While Charles did not typically concern himself with rebellions, he was quick to put down three particularly dangerous rebellions; the Revolt of the Comuneros in Castile, the revolt of the Arumer Zwarte Hoop in Frisia, and, later in his reign, the Revolt of Ghent (1539). Once the rebellions were quelled the essential Castilian and Burgundian territories remained mostly loyal to Charles throughout his rule.

Charles's Spanish dominions were the chief source of his power and wealth, and they became increasingly important as his reign progressed. In the Americas, Charles sanctioned the conquest by Castilian conquistadores of the Aztec and Inca empires. Castilian control was extended across much of South and Central America. The resulting vast expansion of territory and the flows of South American silver to Castile had profound long term effects on Spain.

Charles was only 56 when he abdicated, but after 40 years of active rule he was physically exhausted and sought the peace of a monastery, where he died at the age of 58. The Holy Roman Empire passed to his younger brother Ferdinand, archduke of Austria, while the Spanish Empire, including the possessions in the Netherlands and Italy, was inherited by Charles's son Philip II of Spain. The two empires would remain allies until the extinction of the male line of the Spanish branch of the Habsburgs in 1700.

Chevrolet Express

The Chevrolet Express and its mechanically identical twin GMC Savana are full-size vans from General Motors. They replaced the Chevrolet Van and GMC Vandura in 1995. The Express and Savana (which were known as the GMT600 platform),

were a major upgrade from the previous generation van which dated from the late '60s. The GMT600 featured full body on frame

construction, the new central-port injection V6 and V8 engines, and greatly improved ride & handling from its GMT400 derived chassis.

After 2003, the Express and Savana had updated front-end sheet metal similar to the GMT800 light trucks and GMT360 SUVs, and at the same time, were fitted with the LS (Gen III) engines. The remainder of the body was not modified. This redesign was designated as the GMT610. In 2004, Stability Control (Stabilitrak) was added to all passenger vans. In 2008, the interior was updated and side impact roof airbags were standard on all passenger models. They also offer the E85 Flexfuel Vortec 5.3L V8 engine in both the 2008 Express 1500 Work Van and Passenger Van. The 6.6L Duramax V8 engine Diesel was added as an option for 2006.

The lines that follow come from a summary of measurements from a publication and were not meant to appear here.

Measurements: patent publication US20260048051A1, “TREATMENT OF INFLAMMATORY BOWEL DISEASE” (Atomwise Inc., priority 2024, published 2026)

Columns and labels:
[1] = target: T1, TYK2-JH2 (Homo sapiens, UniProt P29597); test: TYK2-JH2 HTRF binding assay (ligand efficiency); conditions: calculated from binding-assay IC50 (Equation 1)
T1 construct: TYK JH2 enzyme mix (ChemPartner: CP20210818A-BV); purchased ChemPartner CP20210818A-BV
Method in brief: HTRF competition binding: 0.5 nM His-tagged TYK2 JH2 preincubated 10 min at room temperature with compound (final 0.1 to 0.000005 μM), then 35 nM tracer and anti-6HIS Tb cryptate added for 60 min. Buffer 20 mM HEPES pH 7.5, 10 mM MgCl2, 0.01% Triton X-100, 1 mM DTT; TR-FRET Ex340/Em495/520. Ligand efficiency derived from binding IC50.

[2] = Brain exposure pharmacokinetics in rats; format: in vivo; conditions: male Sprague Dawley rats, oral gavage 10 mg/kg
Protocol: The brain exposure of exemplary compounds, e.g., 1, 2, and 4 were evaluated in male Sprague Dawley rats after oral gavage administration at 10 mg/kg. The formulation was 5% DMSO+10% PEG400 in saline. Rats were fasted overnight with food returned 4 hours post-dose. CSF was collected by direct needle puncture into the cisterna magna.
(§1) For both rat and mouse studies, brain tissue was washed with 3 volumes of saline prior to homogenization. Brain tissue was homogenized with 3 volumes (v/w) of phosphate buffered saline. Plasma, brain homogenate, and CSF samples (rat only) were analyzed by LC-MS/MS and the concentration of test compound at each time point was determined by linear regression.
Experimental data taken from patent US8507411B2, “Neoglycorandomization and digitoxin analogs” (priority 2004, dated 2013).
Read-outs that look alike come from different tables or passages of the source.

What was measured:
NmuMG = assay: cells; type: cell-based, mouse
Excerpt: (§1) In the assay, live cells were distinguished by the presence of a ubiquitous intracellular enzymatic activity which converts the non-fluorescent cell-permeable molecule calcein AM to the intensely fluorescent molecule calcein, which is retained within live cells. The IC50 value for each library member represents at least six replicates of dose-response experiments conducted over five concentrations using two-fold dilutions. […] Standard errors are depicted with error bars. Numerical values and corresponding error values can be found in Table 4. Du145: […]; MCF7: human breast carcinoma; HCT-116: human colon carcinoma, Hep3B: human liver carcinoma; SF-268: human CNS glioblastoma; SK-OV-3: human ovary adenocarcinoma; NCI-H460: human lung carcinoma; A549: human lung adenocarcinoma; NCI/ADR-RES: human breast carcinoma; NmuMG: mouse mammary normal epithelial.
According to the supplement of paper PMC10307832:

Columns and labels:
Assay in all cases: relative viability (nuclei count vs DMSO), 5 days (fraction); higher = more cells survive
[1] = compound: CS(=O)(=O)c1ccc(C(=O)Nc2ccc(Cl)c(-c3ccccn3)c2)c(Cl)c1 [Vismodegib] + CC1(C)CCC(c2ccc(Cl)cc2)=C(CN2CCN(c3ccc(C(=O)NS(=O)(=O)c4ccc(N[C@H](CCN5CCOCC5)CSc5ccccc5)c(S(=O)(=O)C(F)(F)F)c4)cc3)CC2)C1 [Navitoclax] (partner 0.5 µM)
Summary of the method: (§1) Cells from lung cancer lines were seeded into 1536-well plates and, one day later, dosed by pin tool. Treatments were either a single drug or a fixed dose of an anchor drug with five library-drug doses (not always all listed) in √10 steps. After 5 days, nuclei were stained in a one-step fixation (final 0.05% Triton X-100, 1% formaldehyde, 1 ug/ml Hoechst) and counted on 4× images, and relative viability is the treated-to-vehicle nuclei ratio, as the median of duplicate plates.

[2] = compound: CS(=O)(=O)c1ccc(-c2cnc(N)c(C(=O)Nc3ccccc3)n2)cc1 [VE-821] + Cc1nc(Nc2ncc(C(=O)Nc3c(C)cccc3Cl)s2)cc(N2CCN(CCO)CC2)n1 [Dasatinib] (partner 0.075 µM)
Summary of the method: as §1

In 2017 a new 2.8L Duramax Diesel engine was added.

In 2018 a new 6.0L V8 gaseous CNG/LPG capable engine was added. Also for the 2018 model year a new front end with composite headlights to replace the old sealed beams

Chevrolet Silverado

The Chevrolet Silverado, and its mechanically identical cousin the GMC Sierra, are a series of full-size and heavy-duty pickup trucks manufactured by General Motors and introduced in 1998 as the successor to the long-running Chevrolet C/K line. The Silverado name was taken from a trim level previously used on its predecessor, the Chevrolet C/K pickup truck from 1975 through 1998. General Motors continues to offer a GMC-badged variant of the Chevrolet full-size pickup under the GMC Sierra name, first used in 1987 for its variant of the GMT400 platform trucks.

The heavy-duty trucks are informally referred to as "Silverado HD" (and Sierra HD), while the light-duty version is referred simply to as "Silverado" (and Sierra). Perennially one of the best-selling vehicles in the United States, almost 12 million Silverados have been sold since its introduction.

Freestyle swimming

Freestyle is a category of swimming competition, defined by the rules of the International Swimming Federation (FINA), in which competitors are subject to few limited restrictions on their swimming stroke. Freestyle races are the most common of all swimming competitions, with distances beginning with 50 meters (50 yards) and reaching 1500 meters (1650 yards), also known as the mile. The term 'freestyle stroke' is sometimes used as a synonym for 'front crawl', as front crawl is the fastest swimming stroke. It is now the most common stroke used in freestyle competitions.

Gale (publisher)

Gale is an educational publishing company based in Farmington Hills, Michigan, west of Detroit. Since 2007 it has been a division of Cengage Learning.

The company, formerly known as Gale Research and the Gale Group, is active in research and educational publishing for public, academic, and school libraries, and businesses. The company is known for its full-text magazine and newspaper databases, InfoTrac, and other online databases subscribed by libraries, as well as multi-volume reference works, especially in the areas of religion, history, and social science.

Founded in Detroit, Michigan in 1954 by Frederick Gale Ruffner, the company was acquired by the Thomson Corporation (as a part of the Thomson Learning division) in 1985 before its 2007 sale to Cengage.

Hicham El Guerrouj

Hicham El Guerrouj (Arabic: هشام الݣروج, Hishāmu l-Karrūj; Berber: Hicam El Gerruj, ⵀⵉⵛⴰⵎ ⴻⵍ ⴳⴻⵔⵔⵓⵊ; born 14 September 1974) is a retired Moroccan middle-distance runner.